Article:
2. Hafl says:

    There will be no Wandering son cosplayers…

    That almost seems like a challenge to me. I fancy I’d make a decent Mako-chan.

  3. Zefiris says:

    There will be no Wandering Son cosplayers

    I already saw two, actually, at a german con!

    Transgender folk like to cosplay as well, after all. (not making assumptions that they were, I talked to them for a bit. The characters were picked precisely due to the transgender part)

    I think this manga could really help making some people think. It’s quite well done indeed, and the anime is getting good reviews over here for a reason.

    If it were available in german, I’d make a local school library get it for sure (I have the power to make them pick specific books due to connections, after all ^_^)

  4. Kayden says:

    I thought that “Wandering Son” portrayed the thoughts/fears of transgender kids quite well (I identify as genderqueer/trans and I remember thinking/doing similar things when I was growing up).

    I’m really looking forward to volume two ^_^

  5. Ellen says:

    If there aren’t any cosplayers, it’ll be because that subset of cosplay is known as crossplay. The age of the characters is more likely to discourage players — every cosplayer shudders when they see a pic of Sailor Bubba.

  6. @Hafl – I’m glad to hear it. I was being a tad flippant when I said that. I should have remembered that in fandom there are never, ever any absolutes. ^_^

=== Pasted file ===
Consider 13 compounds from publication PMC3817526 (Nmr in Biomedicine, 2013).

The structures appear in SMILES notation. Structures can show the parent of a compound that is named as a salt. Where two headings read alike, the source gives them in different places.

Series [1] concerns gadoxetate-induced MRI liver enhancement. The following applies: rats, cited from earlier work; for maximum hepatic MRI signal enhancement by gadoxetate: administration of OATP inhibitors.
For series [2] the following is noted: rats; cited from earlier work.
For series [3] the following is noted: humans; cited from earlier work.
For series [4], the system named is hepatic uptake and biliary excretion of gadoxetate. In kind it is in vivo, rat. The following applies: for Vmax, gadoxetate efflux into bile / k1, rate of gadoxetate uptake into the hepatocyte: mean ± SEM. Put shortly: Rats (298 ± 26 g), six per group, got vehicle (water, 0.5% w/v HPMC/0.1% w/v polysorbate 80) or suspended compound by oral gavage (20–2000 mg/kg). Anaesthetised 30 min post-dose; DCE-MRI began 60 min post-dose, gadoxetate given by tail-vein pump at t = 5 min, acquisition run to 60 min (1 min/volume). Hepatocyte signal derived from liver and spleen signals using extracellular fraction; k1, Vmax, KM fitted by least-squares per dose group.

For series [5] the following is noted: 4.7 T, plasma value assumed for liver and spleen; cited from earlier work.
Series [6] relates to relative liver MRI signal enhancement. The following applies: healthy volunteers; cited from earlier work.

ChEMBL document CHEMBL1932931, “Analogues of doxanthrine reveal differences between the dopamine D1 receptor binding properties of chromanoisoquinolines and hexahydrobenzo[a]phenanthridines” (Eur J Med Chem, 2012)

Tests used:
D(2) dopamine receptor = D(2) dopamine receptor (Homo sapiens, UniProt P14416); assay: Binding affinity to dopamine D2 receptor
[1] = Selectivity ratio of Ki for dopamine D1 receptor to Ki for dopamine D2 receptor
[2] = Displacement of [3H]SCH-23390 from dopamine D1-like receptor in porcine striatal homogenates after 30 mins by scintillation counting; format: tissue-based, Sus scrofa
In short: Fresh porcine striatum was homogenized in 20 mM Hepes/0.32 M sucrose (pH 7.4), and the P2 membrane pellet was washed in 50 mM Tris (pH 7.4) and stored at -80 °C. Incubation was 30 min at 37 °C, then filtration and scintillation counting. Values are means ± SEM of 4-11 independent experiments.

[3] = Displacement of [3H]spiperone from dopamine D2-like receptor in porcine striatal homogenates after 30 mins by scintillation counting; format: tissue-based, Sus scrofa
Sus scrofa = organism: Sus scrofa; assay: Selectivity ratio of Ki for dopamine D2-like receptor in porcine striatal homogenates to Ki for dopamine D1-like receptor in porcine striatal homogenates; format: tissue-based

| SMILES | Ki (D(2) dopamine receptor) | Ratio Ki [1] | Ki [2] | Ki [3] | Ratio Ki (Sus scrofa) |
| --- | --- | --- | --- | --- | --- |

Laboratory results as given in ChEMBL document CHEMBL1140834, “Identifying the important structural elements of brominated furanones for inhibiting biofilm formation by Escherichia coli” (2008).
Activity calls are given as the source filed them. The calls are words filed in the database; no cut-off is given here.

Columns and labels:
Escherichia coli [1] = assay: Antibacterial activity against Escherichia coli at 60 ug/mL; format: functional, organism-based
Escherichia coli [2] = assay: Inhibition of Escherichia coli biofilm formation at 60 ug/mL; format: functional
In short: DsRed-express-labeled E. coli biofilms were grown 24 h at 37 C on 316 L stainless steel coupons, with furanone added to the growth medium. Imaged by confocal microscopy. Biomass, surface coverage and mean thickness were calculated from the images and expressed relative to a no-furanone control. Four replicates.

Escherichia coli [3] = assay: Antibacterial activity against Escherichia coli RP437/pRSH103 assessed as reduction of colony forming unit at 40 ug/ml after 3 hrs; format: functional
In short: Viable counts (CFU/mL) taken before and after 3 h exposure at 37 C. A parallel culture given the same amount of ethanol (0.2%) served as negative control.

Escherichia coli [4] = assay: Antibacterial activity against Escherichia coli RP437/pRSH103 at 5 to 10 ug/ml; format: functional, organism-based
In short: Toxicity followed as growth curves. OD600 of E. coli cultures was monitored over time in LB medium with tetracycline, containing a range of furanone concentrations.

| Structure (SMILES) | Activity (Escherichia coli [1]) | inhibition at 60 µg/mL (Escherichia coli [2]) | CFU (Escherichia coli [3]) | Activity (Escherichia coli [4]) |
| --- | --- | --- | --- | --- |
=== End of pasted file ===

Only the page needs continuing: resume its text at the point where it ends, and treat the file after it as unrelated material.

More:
@Ellen – There’s no sensible reason to consider crossplay as something separate from cosplay. It’s just a subset. In Japan, they have even even further subsets of crossplay, like older men who like to dress up as school girls.

  7. @Kayden – If you are interested, I’d really like your opinion on Volume 2. I’m hoping to get someone from the Trans community to weigh in with an opinion. Send me an email if you’re interested in writing something up.

  8. Travis says:

    Another trans Hourou Musuko fan here (and Shimura Takako fan in general). I’ve read up through the most recent chapters and have yet to be disappointed with it.

    This is definitely the best manga about trans people that I’ve read (not that it’s a huge genre). Unlike the others, it doesn’t ever feel like the author is just repeating what they read on Wikipedia about trans people, and while it does stick pretty much to The Trans Narrative and I really wish it were more queer (though I hold out hope that either Takatsuki-kun or Nitorin will be allowed to be something other than straight, since of the four trans characters, it’s already well established that Mako-chan and Yuki-san are straight), it is still totally my happy place, and I get excited when each new chapter comes out.

  9. treeofjessie says:

    so. i like hourou musuko. i love pretty & delicate stories like that. but i find it to be REALLY trans*phobic at times.